Peter Kostis, Gary McCord dissect Pinehurst’s gnarly 16th hole

Pinehurst No. 2’s 16th hole is a long, daunting, and extremely challenging par-4 that measures a whopping 536 yards — so it’d surely have an average golfer like you or me shaking in our golf shoes just standing on the tee box.

But that’s just one of the reasons why we’re not playing in this week’s U.S. Open; this type of test is better left to the real professionals.

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So what makes No. 16 so difficult? What’s the secret to avoid disaster there? And are there any tips that the U.S. Open field should use to actually score low on it? Two expert commentators, Peter Kostis and Gary McCord, offer up their analysis.

Check out what the two have to say about Pinehurst No. 2’s 16th hole in the video above, which comes courtesy of their podcast, “Kostis & McCord: Off Their Rockers”, a GOLF Production.

How to navigate the 16th hole at Pinehurst No. 2

As the two stand on the green of the 16th hole at Pinehurst No. 2, they can’t help but laugh at just how difficult this hole appears — with Kostis providing some context by reminding viewers that it’s one of the longest par-4s in U.S. Open history.

But more than just the length of No. 16 is everything else on the hole, like a narrow fairway that requires precision and the hazards up and down both sides of said fairway.

That’s why Kostis says that No. 16 will test the will of the U.S. Open field, making sure they make the right decision on this hole.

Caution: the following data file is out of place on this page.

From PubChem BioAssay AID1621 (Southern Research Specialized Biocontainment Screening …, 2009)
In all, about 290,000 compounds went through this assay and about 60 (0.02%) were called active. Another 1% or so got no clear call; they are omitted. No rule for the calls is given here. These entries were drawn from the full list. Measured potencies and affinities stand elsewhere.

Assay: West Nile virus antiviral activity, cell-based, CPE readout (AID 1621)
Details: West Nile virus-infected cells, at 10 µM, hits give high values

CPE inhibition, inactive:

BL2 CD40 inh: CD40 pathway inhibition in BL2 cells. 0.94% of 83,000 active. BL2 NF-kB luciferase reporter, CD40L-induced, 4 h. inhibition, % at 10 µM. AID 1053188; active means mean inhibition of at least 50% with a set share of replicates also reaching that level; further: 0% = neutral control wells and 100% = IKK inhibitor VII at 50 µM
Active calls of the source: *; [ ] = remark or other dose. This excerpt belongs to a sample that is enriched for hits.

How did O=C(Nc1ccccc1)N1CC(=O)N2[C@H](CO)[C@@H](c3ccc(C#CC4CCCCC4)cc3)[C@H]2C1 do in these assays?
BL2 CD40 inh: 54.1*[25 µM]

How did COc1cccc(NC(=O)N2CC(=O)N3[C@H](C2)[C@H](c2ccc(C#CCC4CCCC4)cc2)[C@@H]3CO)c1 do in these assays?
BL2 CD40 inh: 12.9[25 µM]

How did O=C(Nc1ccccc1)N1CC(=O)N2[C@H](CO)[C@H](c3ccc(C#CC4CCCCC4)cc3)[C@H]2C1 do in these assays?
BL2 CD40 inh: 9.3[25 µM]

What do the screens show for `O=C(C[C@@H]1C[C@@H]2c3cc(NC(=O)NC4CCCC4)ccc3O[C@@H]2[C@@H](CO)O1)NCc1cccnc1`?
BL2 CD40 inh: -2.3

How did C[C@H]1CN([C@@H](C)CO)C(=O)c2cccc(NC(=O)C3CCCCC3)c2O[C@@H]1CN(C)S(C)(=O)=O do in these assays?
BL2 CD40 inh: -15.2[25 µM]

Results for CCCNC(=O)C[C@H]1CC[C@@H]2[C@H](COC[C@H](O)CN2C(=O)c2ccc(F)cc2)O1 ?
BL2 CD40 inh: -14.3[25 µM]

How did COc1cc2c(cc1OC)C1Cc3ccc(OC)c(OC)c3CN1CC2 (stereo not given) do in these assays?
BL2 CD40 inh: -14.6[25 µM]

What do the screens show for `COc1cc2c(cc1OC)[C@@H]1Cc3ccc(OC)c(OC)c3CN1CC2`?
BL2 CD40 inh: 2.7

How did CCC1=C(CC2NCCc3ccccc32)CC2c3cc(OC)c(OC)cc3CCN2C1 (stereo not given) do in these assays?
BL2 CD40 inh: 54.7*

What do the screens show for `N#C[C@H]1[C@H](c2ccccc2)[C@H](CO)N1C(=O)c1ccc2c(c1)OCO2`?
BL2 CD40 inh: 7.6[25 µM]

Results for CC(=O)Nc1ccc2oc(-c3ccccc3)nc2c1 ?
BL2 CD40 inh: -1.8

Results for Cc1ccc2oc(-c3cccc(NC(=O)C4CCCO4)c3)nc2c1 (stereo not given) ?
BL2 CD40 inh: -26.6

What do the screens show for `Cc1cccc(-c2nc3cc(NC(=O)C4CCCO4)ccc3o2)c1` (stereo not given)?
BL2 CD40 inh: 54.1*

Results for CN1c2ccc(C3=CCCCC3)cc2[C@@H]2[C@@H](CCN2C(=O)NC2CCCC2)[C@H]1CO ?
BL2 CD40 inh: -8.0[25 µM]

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“The first sign of pressure is poor decision-making, and the second sign is poor execution,” he tells McCord. “This [hole] epitomizes decision-making at Pinehurst and what the players are going to be facing.”

What about the hole’s length? Even if a player pipes his drive between 300-320 yards, they still have tons of yardage left to even get to the green — and if he leaves that second shot short, disaster can occur.

“If you hit it 320 yards off the tee, you’ve still got more than 200 yards left, Kostis says. “And if you don’t get it up there far enough [on your approach shot], watch what happens.”

The video cuts to Kostis throwing a ball onto the green, verbally trying to will it to hold the putting surface, but instead watching it trickle down and down and down back towards him.

This type of result is something the McCord says can pop into a player’s mind prior to hitting their approach shot, and then describes what he’s thinking about as a player in that position.

“The first thing I’m looking at if I’m back there 200 yards is that I can’t get this ball over the green,” McCord adds. “If I do, the slightest miss on a chip [on my next shot] is going to end up [back off the front of the green for a chip back up].”

As the two discuss the level of difficulty and the speed of the greens, Kostis then walks towards the back of the green to show how intimidating a shot it is for any player who hits their approach beyond the pin.

“Is this a putt to make it, or are you just [playing] defense,” McCord asks Kostis.

“I’m going to try and make it,” Kostis replies.

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After Kostis hits the putt and watches it quickly roll across the green and down the front slope, he explains how nearly every player will find themselves in that position regardless of how they approach No. 16.

“Here’s the deal, you can be down there in two shots or you can be down there in three shots,” he says. “But sooner or later, you’re going to be down there.”

Finally, McCord dives deeper into what makes Pinehurst No. 2 such a difficult course, saying it’s the igloo-like greens that can really wreck scores.

“The whole characteristic of Pinehurst No. 2 is that all of these greens are basically igloos with a pin right on the top,” he says. “If you go off on the sides, or go off on the front, or you roll off of the back, and it’s very difficult to get the ball close while pitching.”

You can listen to the entire episode from Kostis & McCord below.

Nick Dimengo Editor